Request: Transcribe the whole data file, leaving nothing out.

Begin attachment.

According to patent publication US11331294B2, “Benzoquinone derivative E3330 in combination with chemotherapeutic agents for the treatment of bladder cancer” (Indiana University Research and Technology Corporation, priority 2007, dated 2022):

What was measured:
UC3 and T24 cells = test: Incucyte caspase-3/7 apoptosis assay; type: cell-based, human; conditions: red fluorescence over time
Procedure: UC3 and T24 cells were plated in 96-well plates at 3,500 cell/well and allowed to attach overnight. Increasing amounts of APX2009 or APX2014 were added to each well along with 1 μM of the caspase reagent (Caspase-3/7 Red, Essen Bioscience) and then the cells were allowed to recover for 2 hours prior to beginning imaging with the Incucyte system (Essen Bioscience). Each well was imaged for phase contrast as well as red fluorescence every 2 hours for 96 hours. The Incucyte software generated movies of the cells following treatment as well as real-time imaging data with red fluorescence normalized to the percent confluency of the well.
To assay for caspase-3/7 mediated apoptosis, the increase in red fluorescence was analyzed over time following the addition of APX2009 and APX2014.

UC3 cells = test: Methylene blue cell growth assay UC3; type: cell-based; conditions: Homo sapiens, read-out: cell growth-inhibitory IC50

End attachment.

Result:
According to patent publication US11331294B2, “Benzoquinone derivative E3330 in combination with chemotherapeutic agents for the treatment of bladder cancer” (Indiana University Research and Technology Corporation, priority 2007, dated 2022):

What was measured:
UC3 and T24 cells = test: Incucyte caspase-3/7 apoptosis assay; type: cell-based, human; conditions: red fluorescence over time
Procedure: UC3 and T24 cells were plated in 96-well plates at 3,500 cell/well and allowed to attach overnight. Increasing amounts of APX2009 or APX2014 were added to each well along with 1 μM of the caspase reagent (Caspase-3/7 Red, Essen Bioscience) and then the cells were allowed to recover for 2 hours prior to beginning imaging with the Incucyte system (Essen Bioscience). Each well was imaged for phase contrast as well as red fluorescence every 2 hours for 96 hours. The Incucyte software generated movies of the cells following treatment as well as real-time imaging data with red fluorescence normalized to the percent confluency of the well.
To assay for caspase-3/7 mediated apoptosis, the increase in red fluorescence was analyzed over time following the addition of APX2009 and APX2014.

UC3 cells = test: Methylene blue cell growth assay UC3; type: cell-based; conditions: Homo sapiens, read-out: cell growth-inhibitory IC50